Five Reasons to Make the Move to Fort Worth

/Article/Image/img/@alt
Making the choice to get your MBA likely means leaving a full-time job for full-time school, and maybe even relocating to a new city. If you live out of state or in Texas but outside Dallas-Fort Worth and are considering TCU for your MBA program, you may be wondering if a move is worth the risk. Here are five reasons Fort Worth is a great place to live:

Robust economy. According to Business Insider, the part of Texas that encompasses Dallas, Fort Worth, Austin and San Antonio produces more than $700 billion in economic output, more than Sweden or Saudi Arabia. This area ranks among the 25 largest economies in the world.

Corporate connections. Dallas-Fort Worth is home to 10,000 corporate headquarters, the largest corporate headquarters concentration in the United States. While other U.S. regions have floundered, the diversified local corporate base has buoyed the corporate economy. Forbes ranks the D-FW metropolitan area as the No. 13 best place for business and careers, with the technology, financial services and defense industries driving the job market.

Rapidly growing population. According to the U.S. Census Bureau, the Dallas-Fort Worth metropolitan area recorded the nation’s largest increase in population between July 1, 2011, and July 1, 2012, adding 131,879 people to the area. Steve Murdock, former census director, told the Star-Telegram that the population burst in Texas cities is “absolutely driven by jobs.”

Activities for families, couples and singles. Dallas-Fort Worth is jam-packed with entertainment, culture and some of the best food in the country. Named by Livability.com as the No. 1 best downtown in the United States, Fort Worth boasts a world-class zoo and aquarium, state-of-the-art parks, botanical gardens, live music, art, nightlife, fairs and festivals and much more. Sports fan? Professional baseball, basketball, football, hockey and soccer teams all call Dallas-Fort Worth home. Not to mention the TCU Horned Frogs’ sports teams!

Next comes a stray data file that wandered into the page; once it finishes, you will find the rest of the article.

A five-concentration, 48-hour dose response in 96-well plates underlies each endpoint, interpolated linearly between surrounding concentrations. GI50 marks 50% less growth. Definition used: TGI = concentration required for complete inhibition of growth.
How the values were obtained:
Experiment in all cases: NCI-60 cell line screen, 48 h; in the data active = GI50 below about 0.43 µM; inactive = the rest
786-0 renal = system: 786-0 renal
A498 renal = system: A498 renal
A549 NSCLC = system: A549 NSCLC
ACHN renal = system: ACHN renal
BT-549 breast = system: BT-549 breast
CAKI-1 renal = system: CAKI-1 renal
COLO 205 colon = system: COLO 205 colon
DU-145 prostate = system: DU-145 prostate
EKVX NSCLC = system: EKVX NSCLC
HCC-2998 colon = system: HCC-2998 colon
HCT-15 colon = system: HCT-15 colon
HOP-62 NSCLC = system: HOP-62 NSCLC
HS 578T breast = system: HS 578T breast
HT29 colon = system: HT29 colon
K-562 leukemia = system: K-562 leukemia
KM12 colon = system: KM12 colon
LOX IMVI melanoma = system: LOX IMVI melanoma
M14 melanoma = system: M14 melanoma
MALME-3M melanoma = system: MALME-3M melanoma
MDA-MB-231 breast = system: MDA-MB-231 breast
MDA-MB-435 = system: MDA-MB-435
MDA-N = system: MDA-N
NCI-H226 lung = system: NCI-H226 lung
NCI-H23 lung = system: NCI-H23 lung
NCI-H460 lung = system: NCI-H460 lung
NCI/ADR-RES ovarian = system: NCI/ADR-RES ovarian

Affordability. Since Texas residents do not pay state income taxes, your paycheck goes farther, especially when you take into account the state's affordable housing. According to the Dallas Morning News, average home prices are lower in D-FW than average prices nationwide. In Dallas-Fort Worth, the median price for a pre-owned single-family home was $181,800 in the second quarter of 2013, compared to a national median price of $203,500. Home prices have increased in Dallas-Fort Worth, up 12.2 percent between 2012 and 2013. However, cities such as Sacramento and Atlanta saw home prices spike nearly 40 percent during the same year. 

Before you make the move, it’s important to do your research. Bring your family to town for a visit. Check out some of the area’s entertainment venues and local restaurants. Tour the TCU campus and meet staff and professors in the Neeley School of Business. Experience a slice of D-FW—we’re convinced you’ll love it here!
Access Archives >>